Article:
Gill Harris meets food writer and stylist Louise Pickford, who runs Come Cook in France from her picturesque countryside home in the Charente

“Every class takes place with such a great sense of camaraderie and passion for the love of food. I try to make the classes feel more like a group of friends getting together to cook lunch than a teacher and pupils − we cook, we taste, we eat and we laugh.” 

Sounds like a recipe for success to us! Having travelled the world as a food writer and stylist, Louise Pickford now shares her love of French food in her country kitchen in the southwest of France. Her laidback approach and idyllic rural surroundings make Come Cook in France the perfect place to get to know your oignons and more besides. There are a variety of courses to choose from and the hands-on lessons are aimed at all skill levels, so all you need to take part is a love of food and a sense of fun. 

But how does a woman who grew up on a farm between Bath and Salisbury in the southwest of England end up teaching cookery in France? Louise’s career saw her working as a food writer and stylist in London for 15 years before relocating to Sydney, where she spent the next 13 years. It was 2013 when she decided to make southwest France her home. 

“This was partly due to a wish to be back in Europe as well as family commitments,” she says. “I have close family in France and the thought of better weather after years in Sydney was very appealing.” 

Louise Pickford,

Louise now lives in the small rural town of Montmoreau in Sud Charente with her husband, Ian Wallace, a food and lifestyle photographer. “We also have the adorable Enzo, a rescued terrier-cross, and three cats, called Buddy, Louis and Martha!” she laughs. 

Perhaps surprisingly, considering France’s reputation as the gourmet capital of the world, Louise says it was the lack of good restaurants locally which inspired her to set up Come Cook in France in 2016. 

“After a couple of years of living here, I realised, despite truly wonderful local produce, good restaurants are hard to find. This got me thinking that I should start offering cooking classes to locals (and then to holiday makers) where together we could utilise the great ingredients and cook together, learning as we went.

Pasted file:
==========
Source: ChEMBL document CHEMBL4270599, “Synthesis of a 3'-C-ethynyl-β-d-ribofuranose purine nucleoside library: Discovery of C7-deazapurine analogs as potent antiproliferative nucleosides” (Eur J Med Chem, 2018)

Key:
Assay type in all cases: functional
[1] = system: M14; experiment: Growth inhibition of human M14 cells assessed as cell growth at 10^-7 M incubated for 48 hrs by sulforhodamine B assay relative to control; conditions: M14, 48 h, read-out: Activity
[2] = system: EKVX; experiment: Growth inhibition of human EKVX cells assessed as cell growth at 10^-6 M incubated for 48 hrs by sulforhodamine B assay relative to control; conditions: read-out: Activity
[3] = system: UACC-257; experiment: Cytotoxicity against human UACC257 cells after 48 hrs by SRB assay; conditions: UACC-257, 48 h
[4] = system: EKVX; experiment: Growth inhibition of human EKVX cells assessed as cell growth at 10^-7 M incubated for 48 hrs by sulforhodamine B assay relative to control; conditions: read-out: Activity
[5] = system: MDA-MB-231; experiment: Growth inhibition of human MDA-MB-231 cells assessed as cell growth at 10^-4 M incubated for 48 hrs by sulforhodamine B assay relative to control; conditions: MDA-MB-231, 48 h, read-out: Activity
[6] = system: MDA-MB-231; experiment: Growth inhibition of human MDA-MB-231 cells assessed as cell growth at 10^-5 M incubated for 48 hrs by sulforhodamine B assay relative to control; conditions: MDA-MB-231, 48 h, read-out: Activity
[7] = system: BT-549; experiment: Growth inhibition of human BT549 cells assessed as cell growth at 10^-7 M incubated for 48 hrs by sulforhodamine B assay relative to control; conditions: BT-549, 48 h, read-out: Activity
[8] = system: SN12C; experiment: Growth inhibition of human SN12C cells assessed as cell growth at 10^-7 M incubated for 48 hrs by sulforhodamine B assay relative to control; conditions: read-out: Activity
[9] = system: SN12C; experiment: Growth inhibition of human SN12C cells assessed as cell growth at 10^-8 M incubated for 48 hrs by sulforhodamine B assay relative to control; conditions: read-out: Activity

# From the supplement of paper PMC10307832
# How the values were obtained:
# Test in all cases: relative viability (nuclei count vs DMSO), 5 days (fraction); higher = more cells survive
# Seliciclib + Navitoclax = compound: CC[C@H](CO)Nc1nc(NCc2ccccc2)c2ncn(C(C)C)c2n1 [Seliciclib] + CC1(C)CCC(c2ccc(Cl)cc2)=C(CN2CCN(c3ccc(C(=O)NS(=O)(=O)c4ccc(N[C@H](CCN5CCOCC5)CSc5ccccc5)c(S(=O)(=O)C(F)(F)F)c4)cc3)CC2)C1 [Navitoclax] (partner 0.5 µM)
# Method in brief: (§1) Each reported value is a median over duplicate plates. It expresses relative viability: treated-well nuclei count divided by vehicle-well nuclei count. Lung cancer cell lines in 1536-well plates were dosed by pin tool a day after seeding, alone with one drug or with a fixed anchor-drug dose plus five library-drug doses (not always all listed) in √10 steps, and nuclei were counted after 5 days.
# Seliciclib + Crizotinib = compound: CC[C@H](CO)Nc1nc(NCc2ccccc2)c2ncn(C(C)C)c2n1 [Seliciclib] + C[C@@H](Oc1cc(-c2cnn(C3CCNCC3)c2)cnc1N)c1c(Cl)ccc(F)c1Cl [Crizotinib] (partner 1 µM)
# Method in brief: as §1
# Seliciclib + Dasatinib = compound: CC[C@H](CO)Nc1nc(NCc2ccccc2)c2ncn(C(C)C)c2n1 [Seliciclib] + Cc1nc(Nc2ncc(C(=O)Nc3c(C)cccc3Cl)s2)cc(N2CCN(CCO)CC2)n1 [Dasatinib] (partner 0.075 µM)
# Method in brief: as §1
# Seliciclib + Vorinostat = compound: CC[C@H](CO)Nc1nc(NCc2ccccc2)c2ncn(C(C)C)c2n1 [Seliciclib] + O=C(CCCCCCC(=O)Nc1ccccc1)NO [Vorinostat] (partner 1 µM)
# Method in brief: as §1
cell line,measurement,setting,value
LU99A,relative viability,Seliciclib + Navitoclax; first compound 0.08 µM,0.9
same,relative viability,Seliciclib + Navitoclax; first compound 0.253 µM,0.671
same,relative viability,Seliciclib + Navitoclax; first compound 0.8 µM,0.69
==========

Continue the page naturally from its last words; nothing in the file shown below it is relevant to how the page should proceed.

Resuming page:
“Due to having worked in food publishing I have been lucky enough to cook recipes from around the world, so I offer classes on all types of cooking from Asian to Italian, bread making to mastering pastry.” 

Asked what she loves about food, Louise quips, “what don’t I love?”, but, she admits, it is the quality of the produce in her corner of France which she finds truly inspiring. 

“I am passionate about locally sourced ingredients, particularly farm fresh. I like to support smaller producers, who are equally passionate about providing high-quality food. I love that eating brings us together and few countries do this better than France − cooking and eating in France is at the very heart of everything that they do.” 

As well as the cookery school, Louise is a successful cookery book author. 

“I have been incredibly fortunate to have worked with some great photographers and editors over the years and have been able to forge really good relationships. I have written more than 25 cook books covering a vast range of subjects. Last year I was commissioned to write a book on ice pops! It was great fun and my freezer was full of crazy colourful ice lollies. I am rewriting and expanding a paella book at present for my UK publishing Ryland, Peters & Small. It’s great fun, especially the part where I just had to go to Spain to research the dishes! And later this year I am planning a personal cookery book about my life as a cook in France.” 

Aside from her cookery books, 2020 holds other new and exciting projects for Louise, including launching online cookery courses “so I can reach people who love France and French food, but aren’t able to make it over”. So basically ‘come cook in France from anywhere in the world’.” 

To find out more about the courses offered by Louise, visit

Fancy having a go yourself? Try Louise’s recipe for pear and hazelnut tart


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